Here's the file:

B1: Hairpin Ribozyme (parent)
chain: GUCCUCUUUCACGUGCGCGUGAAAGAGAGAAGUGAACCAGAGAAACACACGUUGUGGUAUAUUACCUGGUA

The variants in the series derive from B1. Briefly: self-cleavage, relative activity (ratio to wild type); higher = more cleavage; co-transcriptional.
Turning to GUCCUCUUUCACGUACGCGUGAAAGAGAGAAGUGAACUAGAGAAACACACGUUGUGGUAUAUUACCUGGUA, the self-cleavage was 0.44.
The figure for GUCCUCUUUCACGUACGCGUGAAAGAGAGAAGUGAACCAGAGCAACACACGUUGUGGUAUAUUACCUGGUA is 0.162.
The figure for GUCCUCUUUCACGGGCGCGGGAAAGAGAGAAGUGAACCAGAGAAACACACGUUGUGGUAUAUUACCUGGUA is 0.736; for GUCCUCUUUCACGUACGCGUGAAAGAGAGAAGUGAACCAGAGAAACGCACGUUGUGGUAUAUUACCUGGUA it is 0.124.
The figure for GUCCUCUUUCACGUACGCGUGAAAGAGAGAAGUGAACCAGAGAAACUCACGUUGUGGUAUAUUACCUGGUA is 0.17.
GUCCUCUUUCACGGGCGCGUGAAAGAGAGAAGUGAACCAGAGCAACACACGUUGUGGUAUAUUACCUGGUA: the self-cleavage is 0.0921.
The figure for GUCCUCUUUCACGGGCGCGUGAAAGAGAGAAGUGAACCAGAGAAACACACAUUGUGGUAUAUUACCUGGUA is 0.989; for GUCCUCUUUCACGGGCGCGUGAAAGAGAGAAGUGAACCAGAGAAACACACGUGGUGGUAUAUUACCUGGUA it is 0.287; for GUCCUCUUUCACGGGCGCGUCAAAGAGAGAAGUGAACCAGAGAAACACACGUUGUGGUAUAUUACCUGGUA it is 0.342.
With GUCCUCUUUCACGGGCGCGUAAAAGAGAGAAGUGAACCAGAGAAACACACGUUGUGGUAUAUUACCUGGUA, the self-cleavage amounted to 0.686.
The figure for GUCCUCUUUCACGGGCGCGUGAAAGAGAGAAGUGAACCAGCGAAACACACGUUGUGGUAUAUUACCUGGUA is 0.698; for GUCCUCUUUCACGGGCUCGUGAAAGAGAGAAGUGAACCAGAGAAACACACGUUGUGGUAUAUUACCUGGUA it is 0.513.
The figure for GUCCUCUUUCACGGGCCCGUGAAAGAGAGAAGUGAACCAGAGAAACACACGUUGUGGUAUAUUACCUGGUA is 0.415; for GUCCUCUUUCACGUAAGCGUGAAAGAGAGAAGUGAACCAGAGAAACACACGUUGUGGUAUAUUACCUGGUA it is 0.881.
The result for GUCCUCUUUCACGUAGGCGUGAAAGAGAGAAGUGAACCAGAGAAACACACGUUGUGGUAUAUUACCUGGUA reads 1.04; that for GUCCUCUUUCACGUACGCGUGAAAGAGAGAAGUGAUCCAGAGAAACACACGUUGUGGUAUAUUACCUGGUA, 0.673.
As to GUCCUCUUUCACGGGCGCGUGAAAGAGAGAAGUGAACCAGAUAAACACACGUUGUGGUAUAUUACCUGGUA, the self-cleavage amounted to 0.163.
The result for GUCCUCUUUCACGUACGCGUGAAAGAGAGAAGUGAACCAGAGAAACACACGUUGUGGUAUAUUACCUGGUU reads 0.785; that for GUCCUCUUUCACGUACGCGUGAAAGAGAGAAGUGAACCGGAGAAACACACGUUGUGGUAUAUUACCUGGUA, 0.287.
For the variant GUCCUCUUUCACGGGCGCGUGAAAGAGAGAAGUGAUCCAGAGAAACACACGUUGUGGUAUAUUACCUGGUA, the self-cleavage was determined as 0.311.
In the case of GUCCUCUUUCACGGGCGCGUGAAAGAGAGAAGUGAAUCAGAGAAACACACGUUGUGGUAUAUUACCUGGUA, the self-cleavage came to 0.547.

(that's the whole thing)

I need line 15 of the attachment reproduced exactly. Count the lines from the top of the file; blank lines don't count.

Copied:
The result for GUCCUCUUUCACGUACGCGUGAAAGAGAGAAGUGAACCAGAGAAACACACGUUGUGGUAUAUUACCUGGUU reads 0.785; that for GUCCUCUUUCACGUACGCGUGAAAGAGAGAAGUGAACCGGAGAAACACACGUUGUGGUAUAUUACCUGGUA, 0.287.